Moving air and creating pressure at best efficiency and with least noise emissions. This is one way to describe the objective of fans. For many applications, they are the best option also because they create a continuous flow, have small space requirements and have only few moving parts. To understand which fan design (centrifugal, axial or mixed) is the best for a specific application, one needs to look at the basic mechanism of fan operation.
Depending on pressure
In principle, the fan blades of an axial-flow fan deflect the airflow from an axial inflow direction into a helical flow pattern thereby increasing the (total) pressure across the rotor. To get higher pressure, larger flow angles to the rotating blades are required. However, this principle has natural limits. When the relative flow angle becomes too large the aerodynamics becomes less efficient and the detached flow creates increasing noise.
In cases where more pressure rise is required, centrifugal forces are used in addition to the blade aerodynamics. since every fan is a rotating system, the air is always exposed to centrifugal forces. Beyond their best operation point, the flow in axial fans develops a strong centrifugal component, while large portions of the flow path are aerodynamically blocked due to recirculating air. Effectively, the fan operates like a smaller but poorly designed centrifugal fan in this regime. For those applications, a dedicated centrifugal design is the best choice. In centrifugal fans, centrifugal forces contribute significantly to the overall pressure build-up, in some cases they are the dominant mechanism. Axial fans are best applied to cases, where a fairly small pressure rise and large flow rates are required, while centrifugal fans are able to deliver higher pressure together with smaller flow rates for similar external dimensions and speeds.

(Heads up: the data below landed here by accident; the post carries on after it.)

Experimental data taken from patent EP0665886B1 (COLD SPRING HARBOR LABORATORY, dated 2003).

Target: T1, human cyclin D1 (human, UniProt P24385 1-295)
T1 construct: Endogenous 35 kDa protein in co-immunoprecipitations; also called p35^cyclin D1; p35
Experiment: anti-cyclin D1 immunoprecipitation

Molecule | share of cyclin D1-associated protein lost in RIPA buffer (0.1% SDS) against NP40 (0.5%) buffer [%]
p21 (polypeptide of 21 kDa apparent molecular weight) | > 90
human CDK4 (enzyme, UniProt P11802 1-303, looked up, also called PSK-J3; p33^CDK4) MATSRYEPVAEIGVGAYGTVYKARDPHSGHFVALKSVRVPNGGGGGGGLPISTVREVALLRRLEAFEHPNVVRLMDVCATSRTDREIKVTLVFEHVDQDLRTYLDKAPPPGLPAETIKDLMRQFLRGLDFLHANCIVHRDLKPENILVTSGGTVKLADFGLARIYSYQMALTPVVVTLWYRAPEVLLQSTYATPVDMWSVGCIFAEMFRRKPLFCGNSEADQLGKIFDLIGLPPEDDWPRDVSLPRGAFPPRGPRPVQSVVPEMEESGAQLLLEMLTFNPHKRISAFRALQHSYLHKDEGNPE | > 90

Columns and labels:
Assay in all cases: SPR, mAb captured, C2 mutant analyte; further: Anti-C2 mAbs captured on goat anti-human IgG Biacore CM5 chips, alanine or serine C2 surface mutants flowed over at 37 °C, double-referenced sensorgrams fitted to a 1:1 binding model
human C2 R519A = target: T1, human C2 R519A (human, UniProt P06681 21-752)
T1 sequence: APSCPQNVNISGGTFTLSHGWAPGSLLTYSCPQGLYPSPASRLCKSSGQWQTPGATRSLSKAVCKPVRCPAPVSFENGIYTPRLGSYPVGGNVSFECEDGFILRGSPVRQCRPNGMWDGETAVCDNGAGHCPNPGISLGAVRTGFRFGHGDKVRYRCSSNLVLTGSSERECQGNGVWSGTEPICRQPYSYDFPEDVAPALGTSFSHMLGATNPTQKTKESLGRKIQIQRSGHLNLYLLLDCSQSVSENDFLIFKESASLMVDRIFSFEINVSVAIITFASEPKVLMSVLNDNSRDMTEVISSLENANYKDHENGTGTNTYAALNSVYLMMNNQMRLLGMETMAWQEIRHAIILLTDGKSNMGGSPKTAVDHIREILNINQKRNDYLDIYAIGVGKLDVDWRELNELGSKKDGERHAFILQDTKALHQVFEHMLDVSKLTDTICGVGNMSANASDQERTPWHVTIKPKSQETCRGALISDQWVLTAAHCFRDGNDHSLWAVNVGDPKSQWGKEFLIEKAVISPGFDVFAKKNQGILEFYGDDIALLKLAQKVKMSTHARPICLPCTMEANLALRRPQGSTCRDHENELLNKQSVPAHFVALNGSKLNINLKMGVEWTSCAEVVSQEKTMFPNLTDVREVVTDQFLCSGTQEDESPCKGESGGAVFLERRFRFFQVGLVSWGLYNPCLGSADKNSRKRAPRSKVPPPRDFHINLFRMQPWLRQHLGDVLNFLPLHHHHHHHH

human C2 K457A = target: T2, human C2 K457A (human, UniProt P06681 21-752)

With these basic considerations the actual design can be started. In the past, fans were designed mainly experimentally and a powerful experience base has been established over the years. Today, computational fluid dynamics (CFD) methods are applied to the aerodynamic design process. CFD is used in all kinds of systems where heat and mass transfer is important. For entirely new fans as well as for optimising components like blades or blade-tips. In principle, the aerodynamicist can design a new fan without prior knowledge of the fan type because the CFD method represents a comprehensive mathematical flow model. It is often easier to perform so-called numerical experiments than conducting an experimental campaign, especially since the CFD-results allow for very detailed analyses of the flow field.
With CFD, blade performance, loss and noise mechanisms or the interaction of the flow with walls can be understood and improved for every operating point of interest. In times where high efficiency and cost-effective solutions are key drivers, the aerodynamicist tries to squeeze out every possible percent of the available design space. The curved and twisted blades of modern fans or the specific blade tips are examples of such efforts. With state-of-the art design tools it is possible to design the fan for a specific application rather than trying to tailor an existing fan to a new application.
Together with the success of CFD, the focus of the experiments has changed from being a basic design method to be a necessary verification and validation method of the overall performance on one hand and to verify (or dismiss) the impact of features like guide vanes or downstream diffusers on the other hand.